Colombian Bluebottle Tarantula (Pseudhapalpus sp. blue)

New World, Psuedhapalpus 6 Comments »

The Colombian Bluebottle tarantula is a rare species from Colombia. They are widely sought after due to their extremely blue abdomen which starts to change color as they go from spiderling to juveniles. These fossorial tarantula are very hardy and live a very long and healthy life with females outliving the males and full grown adults reaching a size of about 5 inches in length. They are relatively slow growers and will take a while to get to that size.

 

pseudo sp blue (2)

 

Habitat:

The Colombian Bluebottle Tarantula are fossorials and just love to burrow. As slings (spiderlings) you are going to want to keep them in a vial that is at least 1/2 to 3/4 filled with very damp moist substrate. They do prefer high humidity. As full grown adults you will need at most a 5 gallon tank that has more crawl space then height. We recommend at least 4 to 5 inches of coconut fiber substrate that is fairly damp. A hide should also be added as initial hiding place for your tarantula before it starts to burrow all through the enclosure. Temperatures should stay anywhere between 77 to 83 degrees with a humidity level of about 75 to 80 percent. The Colombian Bluebottle will spend most of its time underground but unlike many burrowers it does surface more often.

 

Feeding:

The Colombian Bluebottle Tarantula is a great eater and should be fed at most once a week. As spiderlings they should be fed a steady diet of flightless fruit flies and eventually small pinhead crickets. As juveniles to adults you can feed them a steady diet of cockroaches, locusts, crickets and even meal worms. Should you see that the insects are not consumed within 24/48 hours we recommend you remove them from the enclosure. It could be that your fossorial tarantula is in premolt or molting stages underground and needs to be left alone. Having prey in its enclosure at this time might be stressful for your tarantula.

 

Attitude:

This is a very skittish tarantula and should not be handled. They can be very fast and though they do not have a nasty attitude they can still bite and flick urticating hairs. Their bite is not lethal to humans and is as powerful as a bee sting.

 

We recommend this tarantula for the beginner keeper who already has some experience with tarantulas and is looking for a nice hardy fossorial.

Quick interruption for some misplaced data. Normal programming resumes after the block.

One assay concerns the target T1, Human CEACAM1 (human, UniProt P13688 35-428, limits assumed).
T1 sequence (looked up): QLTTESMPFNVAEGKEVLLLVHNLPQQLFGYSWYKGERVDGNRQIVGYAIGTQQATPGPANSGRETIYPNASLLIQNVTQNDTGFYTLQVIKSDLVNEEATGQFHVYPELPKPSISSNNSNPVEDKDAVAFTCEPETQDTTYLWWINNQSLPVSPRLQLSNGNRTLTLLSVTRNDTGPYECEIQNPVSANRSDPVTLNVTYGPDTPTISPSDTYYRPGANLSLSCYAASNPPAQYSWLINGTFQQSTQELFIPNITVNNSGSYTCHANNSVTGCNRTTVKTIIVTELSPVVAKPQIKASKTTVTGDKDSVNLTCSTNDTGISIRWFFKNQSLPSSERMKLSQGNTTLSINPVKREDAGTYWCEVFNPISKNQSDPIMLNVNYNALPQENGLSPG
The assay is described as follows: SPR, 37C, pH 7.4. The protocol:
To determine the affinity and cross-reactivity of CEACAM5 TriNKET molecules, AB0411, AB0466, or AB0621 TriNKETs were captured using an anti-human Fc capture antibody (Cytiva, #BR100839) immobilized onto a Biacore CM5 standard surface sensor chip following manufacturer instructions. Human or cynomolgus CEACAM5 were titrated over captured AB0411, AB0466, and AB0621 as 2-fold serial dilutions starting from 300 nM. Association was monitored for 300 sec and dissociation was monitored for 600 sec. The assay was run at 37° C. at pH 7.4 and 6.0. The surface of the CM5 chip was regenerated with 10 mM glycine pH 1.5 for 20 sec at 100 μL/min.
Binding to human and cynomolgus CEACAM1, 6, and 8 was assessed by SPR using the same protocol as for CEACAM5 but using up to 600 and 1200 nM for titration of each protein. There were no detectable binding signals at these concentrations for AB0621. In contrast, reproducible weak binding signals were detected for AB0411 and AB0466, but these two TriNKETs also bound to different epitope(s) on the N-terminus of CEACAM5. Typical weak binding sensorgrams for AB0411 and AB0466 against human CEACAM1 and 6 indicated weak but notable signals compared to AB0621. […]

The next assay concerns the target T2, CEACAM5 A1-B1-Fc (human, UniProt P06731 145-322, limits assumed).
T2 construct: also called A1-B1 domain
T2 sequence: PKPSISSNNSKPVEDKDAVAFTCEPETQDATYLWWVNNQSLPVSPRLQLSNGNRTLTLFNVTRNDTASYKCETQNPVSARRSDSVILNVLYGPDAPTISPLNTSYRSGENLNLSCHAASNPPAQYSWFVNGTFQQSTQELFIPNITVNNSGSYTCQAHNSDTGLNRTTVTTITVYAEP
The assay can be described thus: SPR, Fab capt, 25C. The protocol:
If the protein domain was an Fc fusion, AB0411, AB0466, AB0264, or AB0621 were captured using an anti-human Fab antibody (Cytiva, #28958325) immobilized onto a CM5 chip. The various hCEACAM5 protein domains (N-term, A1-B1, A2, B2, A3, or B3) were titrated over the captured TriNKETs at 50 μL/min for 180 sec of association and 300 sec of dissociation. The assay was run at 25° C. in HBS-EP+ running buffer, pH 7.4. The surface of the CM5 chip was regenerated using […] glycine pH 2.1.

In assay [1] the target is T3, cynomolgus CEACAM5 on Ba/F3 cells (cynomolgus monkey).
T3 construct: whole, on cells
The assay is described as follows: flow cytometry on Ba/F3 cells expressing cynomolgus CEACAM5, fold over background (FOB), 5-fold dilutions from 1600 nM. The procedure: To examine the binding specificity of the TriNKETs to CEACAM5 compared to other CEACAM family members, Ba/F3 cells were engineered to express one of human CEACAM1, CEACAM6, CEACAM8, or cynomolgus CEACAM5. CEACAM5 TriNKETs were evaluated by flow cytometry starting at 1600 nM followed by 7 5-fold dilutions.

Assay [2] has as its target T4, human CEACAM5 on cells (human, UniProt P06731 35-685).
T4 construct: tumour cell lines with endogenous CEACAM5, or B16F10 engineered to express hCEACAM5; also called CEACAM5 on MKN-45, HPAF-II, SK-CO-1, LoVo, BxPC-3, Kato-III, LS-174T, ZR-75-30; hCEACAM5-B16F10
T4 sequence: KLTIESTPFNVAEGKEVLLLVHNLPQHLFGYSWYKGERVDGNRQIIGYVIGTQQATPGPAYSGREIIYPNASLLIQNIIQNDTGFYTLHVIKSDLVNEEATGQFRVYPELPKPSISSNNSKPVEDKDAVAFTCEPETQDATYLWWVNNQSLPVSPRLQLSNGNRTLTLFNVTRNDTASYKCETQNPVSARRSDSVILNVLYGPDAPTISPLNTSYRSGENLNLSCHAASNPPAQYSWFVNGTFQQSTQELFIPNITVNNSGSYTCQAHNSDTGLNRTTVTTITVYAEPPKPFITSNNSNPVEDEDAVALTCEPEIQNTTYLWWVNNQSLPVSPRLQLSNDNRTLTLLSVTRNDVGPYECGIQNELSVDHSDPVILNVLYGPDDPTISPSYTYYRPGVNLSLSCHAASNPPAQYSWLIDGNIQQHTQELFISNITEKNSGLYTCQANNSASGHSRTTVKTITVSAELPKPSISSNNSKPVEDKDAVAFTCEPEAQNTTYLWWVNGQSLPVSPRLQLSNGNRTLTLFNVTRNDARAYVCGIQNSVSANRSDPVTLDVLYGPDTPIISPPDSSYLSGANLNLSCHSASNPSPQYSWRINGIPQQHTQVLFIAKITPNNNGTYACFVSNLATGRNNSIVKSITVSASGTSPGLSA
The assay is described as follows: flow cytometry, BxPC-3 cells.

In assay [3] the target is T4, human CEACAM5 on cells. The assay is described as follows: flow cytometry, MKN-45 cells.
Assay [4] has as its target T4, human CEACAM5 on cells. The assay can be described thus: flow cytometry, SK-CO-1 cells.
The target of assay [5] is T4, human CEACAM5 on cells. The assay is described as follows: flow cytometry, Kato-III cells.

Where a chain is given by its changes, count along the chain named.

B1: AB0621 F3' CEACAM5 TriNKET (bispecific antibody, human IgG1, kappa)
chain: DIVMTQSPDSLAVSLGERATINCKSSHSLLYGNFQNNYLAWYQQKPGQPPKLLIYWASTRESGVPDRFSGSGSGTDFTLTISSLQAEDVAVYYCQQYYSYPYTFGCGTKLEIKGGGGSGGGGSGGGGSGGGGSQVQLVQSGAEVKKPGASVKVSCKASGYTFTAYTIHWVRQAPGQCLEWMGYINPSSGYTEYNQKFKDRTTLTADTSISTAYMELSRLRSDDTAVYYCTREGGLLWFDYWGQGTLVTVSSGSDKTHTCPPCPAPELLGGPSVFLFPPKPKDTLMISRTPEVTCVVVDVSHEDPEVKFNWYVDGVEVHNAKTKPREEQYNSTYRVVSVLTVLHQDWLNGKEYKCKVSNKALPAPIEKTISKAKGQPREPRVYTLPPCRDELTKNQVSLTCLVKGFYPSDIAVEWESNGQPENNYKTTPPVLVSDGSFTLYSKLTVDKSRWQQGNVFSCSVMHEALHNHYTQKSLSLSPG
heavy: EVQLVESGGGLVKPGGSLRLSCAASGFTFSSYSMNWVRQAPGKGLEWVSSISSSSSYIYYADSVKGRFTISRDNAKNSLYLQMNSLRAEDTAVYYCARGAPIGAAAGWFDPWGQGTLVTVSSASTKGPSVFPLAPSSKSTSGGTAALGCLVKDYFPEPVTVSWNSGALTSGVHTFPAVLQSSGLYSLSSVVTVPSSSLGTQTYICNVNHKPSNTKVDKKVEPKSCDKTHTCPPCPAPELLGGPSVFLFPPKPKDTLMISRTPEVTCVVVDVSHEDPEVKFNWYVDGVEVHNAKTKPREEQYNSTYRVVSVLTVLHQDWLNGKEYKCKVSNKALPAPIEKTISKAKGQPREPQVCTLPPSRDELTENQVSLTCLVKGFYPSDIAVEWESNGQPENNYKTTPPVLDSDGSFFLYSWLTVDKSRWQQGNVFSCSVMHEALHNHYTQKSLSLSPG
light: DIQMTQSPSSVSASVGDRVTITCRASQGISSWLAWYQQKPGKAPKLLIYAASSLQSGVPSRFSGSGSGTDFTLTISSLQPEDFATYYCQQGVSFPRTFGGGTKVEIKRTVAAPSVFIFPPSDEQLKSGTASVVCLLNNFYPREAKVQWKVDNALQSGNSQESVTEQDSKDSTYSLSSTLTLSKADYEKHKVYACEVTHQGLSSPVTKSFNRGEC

Do you have a Colombian Bluebottle? Tell us about it or ask any questions. We ‘d love to hear from you. Comment down below!

Trinidad Olive Tarantula (Neoholothele incei)

Holothele, Neoholothele, New World 12 Comments »

The Trinidad Olive Tarantula (Once just Holothele incei) is a small species of tarantula from the rainforests of Trinidad. At full grown size these tarantulas only end up having a leg span of about 3 to 3.5 inches for females and about 1.5 to 3 inches for males. Females can live between 10 to 15 years while males live to be about 3 to 5 years. They grow fairly quickly and have a voracious appetite being able to take down prey their own size. Mating in captivity is fairly easy but is fairly short with males drumming for minutes and doing the deed within 30 minutes. This species is also known for having the ability to lay multiple egg sacs which may range from 30 to 125+ slings. They are known to be communal but we recommend you not chancing any sort of cannibalism. This species in the hobby is known for having an olive color form and a hobby species gold color form due to an unknown mutation.

 

Neoholothele incei gold

Gold form female

Neoholothele Incei olive

Olive form female with eggsack

 

Habitat:

At the most you will ever need for a full grown H.incei would be a 5 gallon tank. This should have a very deep substrate due to the Trinidad Olive being an obligate burrower. We recommend about 5 inches of substrate, preferably a coconut fiber mix, make sure it is damp. In addition it is a very heavy webber and within days that tank will be covered in silk. Temperature wise we would recommend you keep your tank anywhere between 70 to 75 degrees with a humidity level of 65 to 70 percent. A hide is not needed as chances are it will never get used. A shallow water dish can be used but due to their dwarf size we recommend you stick to something as small as a bottle cap to prevent your tarantula from drowning should it need to drink. Misting is optional but can be done lightly to keep humidity levels up.

 

Feeding:

Do not let the small size of the Trinidad Olive Tarantula fool you. They have a ravenous appetite and will take down insects their own size with ease. A nice healthy diet of crickets, cockroaches, locusts should be just fine. We do not recommend meal worms as these will waste no time digging and hiding in all the substrate in the enclosure. Feeding should happen just about once a week and should be halted as soon as you see your tarantula in pre-molt stages.

 

 Attitude:

The Trinidad Olive Tarantula are quite docile. They do come equipped with urticating hairs but would rather run and hide then try to defend itself. Their bite is equivalent to a bee sting and venom very mild. Though small they have tremendous speed which is why we do not recommend handling them. The slightest fall can easily cause severe/life threatening injuries to your tarantula. Visit https://www.helpincolorado.com/ to get legal help in any emergency situation.

All in all this is a great hardy tarantula for any collection. Though communal we recommend you to keep your tarantula by itself. We also recommend this to be a tarantula for a more intermediate to expert hobbyist due to their rapid speed and housing environment.

As always, tell us about your Holothele incei. We would love to hear from you. Comment down below!

Photo credit: Jonah Lazich @bellinghamarachnids